Foreigners were allowed to buy real estate property in Cyprus until 2004, when it became a member of the European Union. These limits largely applied to the size of property plots that foreign investors were allowed to acquire. However, as the government has become more aware of the excellent investment prospects available in the Cypriot real estate market, it has begun to relax these prohibitions.
Due diligence on real estate in Cyprus
To ensure that the property purchase process is not slowed down by legal concerns, the buyer should hire a law firm to perform real estate due diligence. Our Cyprus law office may check for encumbrances on the property, such as mortgages or other financial obligations such as utility bills.
The lawyer can also do a real estate validation with the Cypriot Land Registry, which might provide useful information regarding the property title. The buyer should also check the seller’s reputation and see if any leasing contracts or titles in the name of third parties have been completed.
The procedure for buying a home in Cyprus.
After locating the ideal Cypriot property, the foreign buyer must submit an application to the Council of Ministers for the purchase of the property. This restriction does not apply to local buyers. The buyer must next pay a reservation fee, which varies between 1000 and 5000 euros depending on the property’s worth, and sign a reservation document.
The terms and circumstances of the sale will be spelled out in the contract, and another 10% of the property’s value must be paid within two or three weeks. The purchase-sale contract is then drawn up and signed by both the seller and the buyer, and it must be filed with the Cyprus Land Registry within 60 days.
In order to get the new property title from the Land Register in the country, the buyer will be required to produce a bank reference as well as a final completion certificate from the local authorities.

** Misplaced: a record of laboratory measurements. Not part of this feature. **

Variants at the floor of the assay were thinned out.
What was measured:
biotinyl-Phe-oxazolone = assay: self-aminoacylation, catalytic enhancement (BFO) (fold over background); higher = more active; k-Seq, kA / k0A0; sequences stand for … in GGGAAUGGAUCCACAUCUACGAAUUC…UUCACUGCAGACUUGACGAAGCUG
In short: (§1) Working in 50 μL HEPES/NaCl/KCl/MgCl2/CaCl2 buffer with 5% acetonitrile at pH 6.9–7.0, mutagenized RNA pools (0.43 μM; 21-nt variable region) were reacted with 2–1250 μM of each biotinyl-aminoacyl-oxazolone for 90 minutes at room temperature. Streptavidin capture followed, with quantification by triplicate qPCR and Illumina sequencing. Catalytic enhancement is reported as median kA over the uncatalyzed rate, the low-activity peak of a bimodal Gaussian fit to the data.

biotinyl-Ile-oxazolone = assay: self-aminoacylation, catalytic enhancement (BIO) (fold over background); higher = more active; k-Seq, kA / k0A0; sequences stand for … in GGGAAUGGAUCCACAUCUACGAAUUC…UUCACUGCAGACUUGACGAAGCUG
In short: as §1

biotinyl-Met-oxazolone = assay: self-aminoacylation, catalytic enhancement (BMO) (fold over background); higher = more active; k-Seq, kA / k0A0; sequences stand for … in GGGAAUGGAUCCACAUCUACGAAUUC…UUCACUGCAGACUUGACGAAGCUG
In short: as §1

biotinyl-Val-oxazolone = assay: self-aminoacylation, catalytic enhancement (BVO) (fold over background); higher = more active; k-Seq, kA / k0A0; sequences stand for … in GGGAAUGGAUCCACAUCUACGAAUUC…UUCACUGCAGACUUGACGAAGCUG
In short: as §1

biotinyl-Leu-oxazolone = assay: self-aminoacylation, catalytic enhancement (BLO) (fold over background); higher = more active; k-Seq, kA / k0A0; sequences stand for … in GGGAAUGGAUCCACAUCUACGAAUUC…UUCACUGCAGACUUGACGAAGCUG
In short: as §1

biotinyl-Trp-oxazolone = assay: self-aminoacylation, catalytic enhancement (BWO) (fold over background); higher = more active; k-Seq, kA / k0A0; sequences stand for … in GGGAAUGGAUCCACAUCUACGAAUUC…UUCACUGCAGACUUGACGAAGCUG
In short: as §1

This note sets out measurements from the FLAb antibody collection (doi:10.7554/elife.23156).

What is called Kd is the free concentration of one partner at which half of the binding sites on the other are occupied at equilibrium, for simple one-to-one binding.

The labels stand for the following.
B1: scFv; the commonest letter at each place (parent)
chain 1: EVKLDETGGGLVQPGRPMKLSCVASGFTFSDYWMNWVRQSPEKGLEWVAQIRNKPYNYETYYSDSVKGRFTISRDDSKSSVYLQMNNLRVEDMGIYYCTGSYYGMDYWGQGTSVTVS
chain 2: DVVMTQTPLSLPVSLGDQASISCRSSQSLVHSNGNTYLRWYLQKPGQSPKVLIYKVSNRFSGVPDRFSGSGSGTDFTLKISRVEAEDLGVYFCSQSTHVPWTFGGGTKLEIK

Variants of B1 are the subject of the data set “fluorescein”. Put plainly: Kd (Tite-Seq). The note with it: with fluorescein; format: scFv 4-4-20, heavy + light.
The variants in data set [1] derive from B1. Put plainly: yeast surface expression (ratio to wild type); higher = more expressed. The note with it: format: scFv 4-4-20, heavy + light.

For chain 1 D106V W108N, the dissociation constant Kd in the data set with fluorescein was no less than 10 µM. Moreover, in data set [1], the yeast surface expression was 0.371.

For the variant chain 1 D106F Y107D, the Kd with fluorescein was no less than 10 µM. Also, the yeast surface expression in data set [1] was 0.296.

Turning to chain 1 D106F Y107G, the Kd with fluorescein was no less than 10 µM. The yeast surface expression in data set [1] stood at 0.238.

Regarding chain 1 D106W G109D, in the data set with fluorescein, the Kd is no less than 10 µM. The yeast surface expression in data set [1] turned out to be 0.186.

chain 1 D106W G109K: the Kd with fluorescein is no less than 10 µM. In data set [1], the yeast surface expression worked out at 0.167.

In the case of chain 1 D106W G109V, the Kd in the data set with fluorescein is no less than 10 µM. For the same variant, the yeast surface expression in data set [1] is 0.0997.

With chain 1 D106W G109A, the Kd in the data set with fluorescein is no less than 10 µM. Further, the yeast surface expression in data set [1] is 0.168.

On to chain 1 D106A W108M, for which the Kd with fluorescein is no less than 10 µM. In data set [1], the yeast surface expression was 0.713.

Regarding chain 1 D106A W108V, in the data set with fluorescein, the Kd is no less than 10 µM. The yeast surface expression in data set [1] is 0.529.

The cost of purchasing a home in Cyprus
When purchasing real estate in Cyprus, the buyer must additionally consider the purchase’s additional fees. The stamp duty, which fluctuates between 0.15 and 0.2 percent depending on the property’s value, and the transfer fee, which varies between 3.5 percent and 8% based on the property’s value, are two among them. The 19 percent VAT rate applies to new constructions with a Town Planning Permit.
Cyprus has a variety of property types
Unlike other countries, Cypriot buildings come in a variety of styles, which makes the real estate market such an appealing investment target for foreign investors.
Cyprus properties include:
• Townhouses: an excellent option and alternative to villas, townhouses offer good living spaces and require less maintenance. A substantial patio and a roof top area are usually included in the exterior spaces. These townhomes are frequently linked by a shared pool.
• Single-story bungalows are a popular choice among elderly expats looking to relocate to Cyprus. • Stone village houses and farmhouses: these are found in the more rural core of the country, and they often require rehabilitation. As you may assume, habitable residences that have already been repaired or only require minor modification are more expensive.
• Apartments: most projects offer a variety of sizes, as they are designed specifically for the holiday market. They can be purchased in conjunction with shared amenities like as swimming pools and gardens, which are subject to shared maintenance charges. On the negative, these types of homes in Cyprus offer pre-built communities.
• Other types of properties: our Cyprus attorneys can provide more information on these properties.
Our Cyprus experts can assist you with the due diligence procedure when purchasing a home. You can also get in touch with us for more information about gaining Cypriot residency.